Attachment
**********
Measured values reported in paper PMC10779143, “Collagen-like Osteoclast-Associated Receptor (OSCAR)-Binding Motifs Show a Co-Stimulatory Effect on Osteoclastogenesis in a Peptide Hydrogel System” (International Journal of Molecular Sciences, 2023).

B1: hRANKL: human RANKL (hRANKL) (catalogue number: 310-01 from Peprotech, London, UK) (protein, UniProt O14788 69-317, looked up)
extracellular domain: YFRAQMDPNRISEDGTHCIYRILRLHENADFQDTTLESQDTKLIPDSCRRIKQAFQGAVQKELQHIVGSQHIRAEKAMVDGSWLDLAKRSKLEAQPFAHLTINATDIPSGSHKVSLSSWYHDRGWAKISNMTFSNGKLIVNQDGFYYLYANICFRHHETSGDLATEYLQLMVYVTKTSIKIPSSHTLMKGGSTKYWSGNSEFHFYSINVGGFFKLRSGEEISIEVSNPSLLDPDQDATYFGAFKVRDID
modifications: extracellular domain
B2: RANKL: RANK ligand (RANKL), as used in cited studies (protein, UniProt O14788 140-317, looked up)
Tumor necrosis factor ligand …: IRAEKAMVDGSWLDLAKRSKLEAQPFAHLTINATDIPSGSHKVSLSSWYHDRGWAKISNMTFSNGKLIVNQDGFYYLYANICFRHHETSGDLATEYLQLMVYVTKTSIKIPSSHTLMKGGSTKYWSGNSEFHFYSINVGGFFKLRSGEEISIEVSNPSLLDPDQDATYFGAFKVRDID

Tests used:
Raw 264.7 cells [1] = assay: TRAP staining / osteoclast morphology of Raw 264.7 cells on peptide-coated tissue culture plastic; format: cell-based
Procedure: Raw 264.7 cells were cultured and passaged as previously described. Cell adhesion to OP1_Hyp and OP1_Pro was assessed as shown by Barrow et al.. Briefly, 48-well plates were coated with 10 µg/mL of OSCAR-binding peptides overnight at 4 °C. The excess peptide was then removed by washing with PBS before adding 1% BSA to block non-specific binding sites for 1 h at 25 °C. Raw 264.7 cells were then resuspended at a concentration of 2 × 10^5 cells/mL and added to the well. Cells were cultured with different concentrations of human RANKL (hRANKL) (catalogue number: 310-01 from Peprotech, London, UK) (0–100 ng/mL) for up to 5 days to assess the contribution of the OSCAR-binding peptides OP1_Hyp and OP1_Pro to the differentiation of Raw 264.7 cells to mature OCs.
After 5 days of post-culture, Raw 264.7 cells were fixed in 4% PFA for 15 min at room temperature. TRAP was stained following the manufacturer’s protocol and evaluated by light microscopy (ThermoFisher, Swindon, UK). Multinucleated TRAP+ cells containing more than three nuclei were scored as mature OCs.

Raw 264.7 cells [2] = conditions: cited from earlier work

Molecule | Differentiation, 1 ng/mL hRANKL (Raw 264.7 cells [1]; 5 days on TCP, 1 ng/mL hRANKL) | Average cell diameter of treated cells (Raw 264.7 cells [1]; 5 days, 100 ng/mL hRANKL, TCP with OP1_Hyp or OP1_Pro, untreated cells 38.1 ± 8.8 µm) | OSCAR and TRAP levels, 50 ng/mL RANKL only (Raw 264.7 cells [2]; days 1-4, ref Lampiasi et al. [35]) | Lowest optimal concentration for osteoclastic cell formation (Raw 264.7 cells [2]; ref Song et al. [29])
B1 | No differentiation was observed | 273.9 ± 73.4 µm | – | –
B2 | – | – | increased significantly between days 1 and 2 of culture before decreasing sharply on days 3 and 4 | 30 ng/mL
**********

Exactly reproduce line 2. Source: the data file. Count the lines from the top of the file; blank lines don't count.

B1: hRANKL: human RANKL (hRANKL) (catalogue number: 310-01 from Peprotech, London, UK) (protein, UniProt O14788 69-317, looked up)